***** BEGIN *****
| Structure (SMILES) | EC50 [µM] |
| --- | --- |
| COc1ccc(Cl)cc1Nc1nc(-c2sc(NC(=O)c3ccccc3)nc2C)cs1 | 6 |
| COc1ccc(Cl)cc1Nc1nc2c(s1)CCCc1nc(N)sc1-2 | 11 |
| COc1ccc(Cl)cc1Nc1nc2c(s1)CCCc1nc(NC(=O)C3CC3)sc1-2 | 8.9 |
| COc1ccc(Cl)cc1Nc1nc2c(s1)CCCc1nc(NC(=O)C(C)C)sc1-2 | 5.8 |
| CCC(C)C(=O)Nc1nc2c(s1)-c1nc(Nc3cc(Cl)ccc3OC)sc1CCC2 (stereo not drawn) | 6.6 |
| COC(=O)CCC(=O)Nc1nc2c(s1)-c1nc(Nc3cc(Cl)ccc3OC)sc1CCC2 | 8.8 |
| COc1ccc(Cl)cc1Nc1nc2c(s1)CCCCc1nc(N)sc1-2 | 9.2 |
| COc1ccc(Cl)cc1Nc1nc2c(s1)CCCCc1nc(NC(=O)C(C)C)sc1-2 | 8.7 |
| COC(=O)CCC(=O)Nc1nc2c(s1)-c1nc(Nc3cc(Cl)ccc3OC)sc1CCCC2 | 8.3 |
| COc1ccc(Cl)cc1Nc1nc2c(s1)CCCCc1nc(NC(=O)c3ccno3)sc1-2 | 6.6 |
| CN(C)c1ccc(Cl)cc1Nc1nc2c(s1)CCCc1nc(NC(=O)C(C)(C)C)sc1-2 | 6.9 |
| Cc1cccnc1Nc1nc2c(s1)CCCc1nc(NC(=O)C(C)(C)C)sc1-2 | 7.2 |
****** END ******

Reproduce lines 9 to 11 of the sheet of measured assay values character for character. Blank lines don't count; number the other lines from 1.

| COc1ccc(Cl)cc1Nc1nc2c(s1)CCCCc1nc(N)sc1-2 | 9.2 |
| COc1ccc(Cl)cc1Nc1nc2c(s1)CCCCc1nc(NC(=O)C(C)C)sc1-2 | 8.7 |
| COC(=O)CCC(=O)Nc1nc2c(s1)-c1nc(Nc3cc(Cl)ccc3OC)sc1CCCC2 | 8.3 |